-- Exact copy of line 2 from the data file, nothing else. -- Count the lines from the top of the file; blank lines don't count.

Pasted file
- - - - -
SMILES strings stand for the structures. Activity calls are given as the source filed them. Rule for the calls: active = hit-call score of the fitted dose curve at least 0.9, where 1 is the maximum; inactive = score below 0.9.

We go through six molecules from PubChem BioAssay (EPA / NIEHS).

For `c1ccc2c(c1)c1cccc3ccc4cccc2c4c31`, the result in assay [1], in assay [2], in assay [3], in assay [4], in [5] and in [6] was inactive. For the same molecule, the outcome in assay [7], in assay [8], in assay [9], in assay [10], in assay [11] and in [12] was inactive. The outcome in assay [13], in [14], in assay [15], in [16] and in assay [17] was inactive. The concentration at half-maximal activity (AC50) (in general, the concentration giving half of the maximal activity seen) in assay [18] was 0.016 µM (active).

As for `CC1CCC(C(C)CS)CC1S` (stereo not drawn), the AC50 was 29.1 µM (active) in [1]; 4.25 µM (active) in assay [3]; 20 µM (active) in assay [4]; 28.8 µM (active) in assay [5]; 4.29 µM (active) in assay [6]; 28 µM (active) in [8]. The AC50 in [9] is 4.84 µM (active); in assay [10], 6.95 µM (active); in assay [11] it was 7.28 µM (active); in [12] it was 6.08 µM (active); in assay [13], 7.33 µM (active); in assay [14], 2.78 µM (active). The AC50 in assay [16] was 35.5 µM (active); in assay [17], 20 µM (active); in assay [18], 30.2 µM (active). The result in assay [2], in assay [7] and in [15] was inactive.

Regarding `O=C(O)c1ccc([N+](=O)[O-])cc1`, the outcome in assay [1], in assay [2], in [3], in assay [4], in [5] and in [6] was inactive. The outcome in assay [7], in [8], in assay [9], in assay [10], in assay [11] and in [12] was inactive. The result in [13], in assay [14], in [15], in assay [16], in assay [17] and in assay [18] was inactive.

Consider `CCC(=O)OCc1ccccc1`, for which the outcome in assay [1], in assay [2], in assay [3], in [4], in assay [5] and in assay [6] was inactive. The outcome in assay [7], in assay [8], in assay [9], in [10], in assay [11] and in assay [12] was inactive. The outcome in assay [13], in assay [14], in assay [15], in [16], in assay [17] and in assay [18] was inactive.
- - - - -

We go through six molecules from PubChem BioAssay (EPA / NIEHS).